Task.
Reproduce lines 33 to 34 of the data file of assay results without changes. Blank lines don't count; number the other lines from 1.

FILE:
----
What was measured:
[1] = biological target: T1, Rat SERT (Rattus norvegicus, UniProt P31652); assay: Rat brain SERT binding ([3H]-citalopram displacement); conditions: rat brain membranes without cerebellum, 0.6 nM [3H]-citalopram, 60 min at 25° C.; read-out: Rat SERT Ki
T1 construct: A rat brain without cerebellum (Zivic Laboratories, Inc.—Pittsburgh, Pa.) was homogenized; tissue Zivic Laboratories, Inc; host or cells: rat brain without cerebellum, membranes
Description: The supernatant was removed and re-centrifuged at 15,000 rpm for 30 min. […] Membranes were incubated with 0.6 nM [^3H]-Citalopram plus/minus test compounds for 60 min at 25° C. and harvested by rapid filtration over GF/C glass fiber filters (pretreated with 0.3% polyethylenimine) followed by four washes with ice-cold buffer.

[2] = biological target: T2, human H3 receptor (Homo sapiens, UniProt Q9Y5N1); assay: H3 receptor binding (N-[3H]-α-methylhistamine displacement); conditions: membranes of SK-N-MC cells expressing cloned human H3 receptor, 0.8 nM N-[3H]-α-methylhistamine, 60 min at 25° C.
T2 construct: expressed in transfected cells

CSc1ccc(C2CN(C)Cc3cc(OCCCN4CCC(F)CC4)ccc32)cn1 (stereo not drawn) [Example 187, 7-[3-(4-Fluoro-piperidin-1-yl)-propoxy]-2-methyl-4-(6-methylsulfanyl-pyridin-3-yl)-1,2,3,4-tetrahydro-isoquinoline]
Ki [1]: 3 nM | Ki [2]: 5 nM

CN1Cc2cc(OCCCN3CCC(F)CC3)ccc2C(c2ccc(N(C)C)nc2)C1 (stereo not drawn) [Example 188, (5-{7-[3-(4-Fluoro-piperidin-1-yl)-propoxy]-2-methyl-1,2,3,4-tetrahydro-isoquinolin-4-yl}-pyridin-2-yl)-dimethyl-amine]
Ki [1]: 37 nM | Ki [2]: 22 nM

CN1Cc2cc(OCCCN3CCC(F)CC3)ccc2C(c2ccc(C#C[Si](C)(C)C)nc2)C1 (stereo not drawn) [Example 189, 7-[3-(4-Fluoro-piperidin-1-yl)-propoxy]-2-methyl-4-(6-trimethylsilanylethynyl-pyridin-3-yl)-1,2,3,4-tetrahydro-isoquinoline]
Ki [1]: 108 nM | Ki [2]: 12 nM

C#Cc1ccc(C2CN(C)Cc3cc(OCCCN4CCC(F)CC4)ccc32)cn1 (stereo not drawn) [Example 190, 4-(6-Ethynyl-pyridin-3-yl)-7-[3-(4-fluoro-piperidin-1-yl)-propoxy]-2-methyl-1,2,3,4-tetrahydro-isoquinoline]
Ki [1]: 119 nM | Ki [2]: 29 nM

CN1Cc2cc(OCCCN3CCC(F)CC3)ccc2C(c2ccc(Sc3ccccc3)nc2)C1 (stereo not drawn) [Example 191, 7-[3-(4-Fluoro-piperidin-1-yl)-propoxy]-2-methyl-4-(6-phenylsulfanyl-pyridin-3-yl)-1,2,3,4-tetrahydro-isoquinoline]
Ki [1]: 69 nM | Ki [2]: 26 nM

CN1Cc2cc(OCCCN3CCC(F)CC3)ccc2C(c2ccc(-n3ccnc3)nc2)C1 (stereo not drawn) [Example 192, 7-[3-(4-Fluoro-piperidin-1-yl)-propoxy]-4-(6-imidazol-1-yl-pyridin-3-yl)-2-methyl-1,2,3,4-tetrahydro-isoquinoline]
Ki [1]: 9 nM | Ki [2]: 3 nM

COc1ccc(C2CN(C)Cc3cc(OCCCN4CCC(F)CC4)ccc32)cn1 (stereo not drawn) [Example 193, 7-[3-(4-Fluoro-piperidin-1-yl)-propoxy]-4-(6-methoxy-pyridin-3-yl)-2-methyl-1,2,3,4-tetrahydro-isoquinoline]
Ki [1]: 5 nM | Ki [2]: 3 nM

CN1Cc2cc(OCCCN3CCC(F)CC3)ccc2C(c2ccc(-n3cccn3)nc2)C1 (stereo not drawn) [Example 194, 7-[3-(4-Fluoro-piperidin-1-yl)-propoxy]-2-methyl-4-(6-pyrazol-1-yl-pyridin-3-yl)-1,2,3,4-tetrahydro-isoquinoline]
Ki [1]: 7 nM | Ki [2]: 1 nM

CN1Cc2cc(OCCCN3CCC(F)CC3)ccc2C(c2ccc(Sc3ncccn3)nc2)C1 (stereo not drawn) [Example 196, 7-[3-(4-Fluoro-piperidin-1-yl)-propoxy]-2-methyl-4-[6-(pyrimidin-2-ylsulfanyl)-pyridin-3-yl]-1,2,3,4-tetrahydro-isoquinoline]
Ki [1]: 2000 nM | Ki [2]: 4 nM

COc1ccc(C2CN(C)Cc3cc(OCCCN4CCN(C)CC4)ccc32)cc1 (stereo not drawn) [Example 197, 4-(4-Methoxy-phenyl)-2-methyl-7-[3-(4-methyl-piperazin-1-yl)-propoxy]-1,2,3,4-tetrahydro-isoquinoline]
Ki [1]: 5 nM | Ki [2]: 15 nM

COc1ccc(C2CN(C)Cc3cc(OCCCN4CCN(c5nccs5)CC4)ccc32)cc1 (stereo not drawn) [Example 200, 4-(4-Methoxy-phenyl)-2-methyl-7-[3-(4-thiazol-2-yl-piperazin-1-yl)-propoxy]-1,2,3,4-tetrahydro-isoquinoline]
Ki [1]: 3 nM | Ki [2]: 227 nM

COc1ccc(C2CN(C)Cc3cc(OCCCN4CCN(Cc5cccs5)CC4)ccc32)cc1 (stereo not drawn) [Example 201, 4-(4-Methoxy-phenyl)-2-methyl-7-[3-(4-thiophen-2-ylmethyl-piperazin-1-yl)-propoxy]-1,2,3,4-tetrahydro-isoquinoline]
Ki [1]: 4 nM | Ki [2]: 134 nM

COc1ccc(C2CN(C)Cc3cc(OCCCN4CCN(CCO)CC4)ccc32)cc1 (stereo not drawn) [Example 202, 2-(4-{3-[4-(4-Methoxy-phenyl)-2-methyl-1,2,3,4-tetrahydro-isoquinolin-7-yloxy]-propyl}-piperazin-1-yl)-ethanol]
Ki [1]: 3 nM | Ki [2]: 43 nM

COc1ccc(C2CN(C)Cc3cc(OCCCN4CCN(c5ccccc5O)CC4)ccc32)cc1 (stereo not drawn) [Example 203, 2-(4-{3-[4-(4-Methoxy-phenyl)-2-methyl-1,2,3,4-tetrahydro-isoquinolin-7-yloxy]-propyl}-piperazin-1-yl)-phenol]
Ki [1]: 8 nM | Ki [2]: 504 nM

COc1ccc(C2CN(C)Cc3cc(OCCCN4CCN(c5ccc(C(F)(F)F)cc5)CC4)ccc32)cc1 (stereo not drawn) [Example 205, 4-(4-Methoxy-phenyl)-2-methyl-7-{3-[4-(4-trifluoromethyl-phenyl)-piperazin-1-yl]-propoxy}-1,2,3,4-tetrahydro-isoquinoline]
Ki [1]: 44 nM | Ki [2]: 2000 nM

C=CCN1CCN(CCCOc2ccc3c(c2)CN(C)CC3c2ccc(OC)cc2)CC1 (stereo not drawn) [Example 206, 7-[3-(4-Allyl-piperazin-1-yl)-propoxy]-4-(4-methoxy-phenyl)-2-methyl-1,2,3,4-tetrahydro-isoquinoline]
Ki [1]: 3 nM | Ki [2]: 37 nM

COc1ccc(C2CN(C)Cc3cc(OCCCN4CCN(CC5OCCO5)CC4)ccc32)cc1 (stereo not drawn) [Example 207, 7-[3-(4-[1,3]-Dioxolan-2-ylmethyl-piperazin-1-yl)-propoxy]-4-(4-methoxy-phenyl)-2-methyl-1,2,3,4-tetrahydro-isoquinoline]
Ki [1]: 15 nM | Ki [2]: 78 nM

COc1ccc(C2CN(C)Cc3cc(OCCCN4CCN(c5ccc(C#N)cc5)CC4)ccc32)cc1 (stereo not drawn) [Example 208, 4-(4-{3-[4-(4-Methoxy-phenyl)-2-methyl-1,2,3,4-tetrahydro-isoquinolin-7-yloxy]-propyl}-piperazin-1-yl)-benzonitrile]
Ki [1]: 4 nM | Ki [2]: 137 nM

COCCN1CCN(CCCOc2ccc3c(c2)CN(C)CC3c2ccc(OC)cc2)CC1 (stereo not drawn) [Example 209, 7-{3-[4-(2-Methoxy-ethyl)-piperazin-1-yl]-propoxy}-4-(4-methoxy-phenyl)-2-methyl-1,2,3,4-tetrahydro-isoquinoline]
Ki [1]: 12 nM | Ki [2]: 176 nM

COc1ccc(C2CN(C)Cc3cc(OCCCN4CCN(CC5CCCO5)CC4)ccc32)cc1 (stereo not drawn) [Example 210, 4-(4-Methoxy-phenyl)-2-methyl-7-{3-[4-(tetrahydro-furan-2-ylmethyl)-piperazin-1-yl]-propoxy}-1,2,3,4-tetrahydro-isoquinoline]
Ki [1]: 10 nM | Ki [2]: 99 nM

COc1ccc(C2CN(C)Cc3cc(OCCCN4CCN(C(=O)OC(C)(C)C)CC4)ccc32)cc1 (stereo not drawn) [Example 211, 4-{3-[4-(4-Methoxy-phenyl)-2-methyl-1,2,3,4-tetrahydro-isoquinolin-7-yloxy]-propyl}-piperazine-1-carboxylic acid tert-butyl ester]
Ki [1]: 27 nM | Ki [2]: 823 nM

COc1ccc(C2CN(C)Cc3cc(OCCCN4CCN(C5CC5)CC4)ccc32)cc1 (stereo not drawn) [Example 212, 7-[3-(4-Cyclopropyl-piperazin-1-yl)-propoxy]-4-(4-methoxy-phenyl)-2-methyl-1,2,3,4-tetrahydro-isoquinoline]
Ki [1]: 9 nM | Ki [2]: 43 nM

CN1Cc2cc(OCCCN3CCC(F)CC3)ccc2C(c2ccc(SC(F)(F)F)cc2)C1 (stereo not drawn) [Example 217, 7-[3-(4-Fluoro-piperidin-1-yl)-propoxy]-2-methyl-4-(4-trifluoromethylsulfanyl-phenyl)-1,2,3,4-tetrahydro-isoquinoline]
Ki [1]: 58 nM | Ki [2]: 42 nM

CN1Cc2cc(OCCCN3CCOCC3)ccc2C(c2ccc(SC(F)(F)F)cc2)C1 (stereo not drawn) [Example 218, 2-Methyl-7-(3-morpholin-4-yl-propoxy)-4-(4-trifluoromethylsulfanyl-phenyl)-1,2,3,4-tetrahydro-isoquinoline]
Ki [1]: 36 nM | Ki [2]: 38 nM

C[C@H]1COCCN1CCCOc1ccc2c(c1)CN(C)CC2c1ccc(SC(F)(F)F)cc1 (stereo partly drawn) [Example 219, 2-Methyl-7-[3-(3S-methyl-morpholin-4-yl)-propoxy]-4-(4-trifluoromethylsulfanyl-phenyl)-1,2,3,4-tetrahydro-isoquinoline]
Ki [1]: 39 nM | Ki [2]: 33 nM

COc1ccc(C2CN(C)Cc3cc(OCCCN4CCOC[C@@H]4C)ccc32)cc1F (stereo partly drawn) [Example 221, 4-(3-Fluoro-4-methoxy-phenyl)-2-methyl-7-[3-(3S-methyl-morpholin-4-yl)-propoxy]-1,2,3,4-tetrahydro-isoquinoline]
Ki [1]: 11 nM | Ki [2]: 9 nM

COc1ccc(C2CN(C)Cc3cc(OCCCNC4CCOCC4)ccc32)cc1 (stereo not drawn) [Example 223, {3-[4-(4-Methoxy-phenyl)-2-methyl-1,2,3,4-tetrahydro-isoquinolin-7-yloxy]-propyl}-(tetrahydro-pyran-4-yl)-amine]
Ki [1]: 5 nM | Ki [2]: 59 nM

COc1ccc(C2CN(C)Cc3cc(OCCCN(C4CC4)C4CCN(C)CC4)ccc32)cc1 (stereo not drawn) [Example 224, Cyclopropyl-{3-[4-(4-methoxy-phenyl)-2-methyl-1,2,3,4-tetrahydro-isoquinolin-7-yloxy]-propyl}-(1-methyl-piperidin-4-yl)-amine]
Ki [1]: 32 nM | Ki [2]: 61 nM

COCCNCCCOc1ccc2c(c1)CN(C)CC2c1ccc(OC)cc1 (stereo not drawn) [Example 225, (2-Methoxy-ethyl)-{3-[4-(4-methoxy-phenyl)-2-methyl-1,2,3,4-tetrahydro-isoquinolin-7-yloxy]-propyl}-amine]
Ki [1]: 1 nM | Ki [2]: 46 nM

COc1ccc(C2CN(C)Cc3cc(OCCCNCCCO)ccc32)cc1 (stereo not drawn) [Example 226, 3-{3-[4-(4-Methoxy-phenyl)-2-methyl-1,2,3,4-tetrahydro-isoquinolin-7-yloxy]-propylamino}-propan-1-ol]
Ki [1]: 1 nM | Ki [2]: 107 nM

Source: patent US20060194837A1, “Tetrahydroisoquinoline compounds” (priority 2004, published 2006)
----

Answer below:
COc1ccc(C2CN(C)Cc3cc(OCCCN4CCN(c5ccccc5O)CC4)ccc32)cc1 (stereo not drawn) [Example 203, 2-(4-{3-[4-(4-Methoxy-phenyl)-2-methyl-1,2,3,4-tetrahydro-isoquinolin-7-yloxy]-propyl}-piperazin-1-yl)-phenol]
Ki [1]: 8 nM | Ki [2]: 504 nM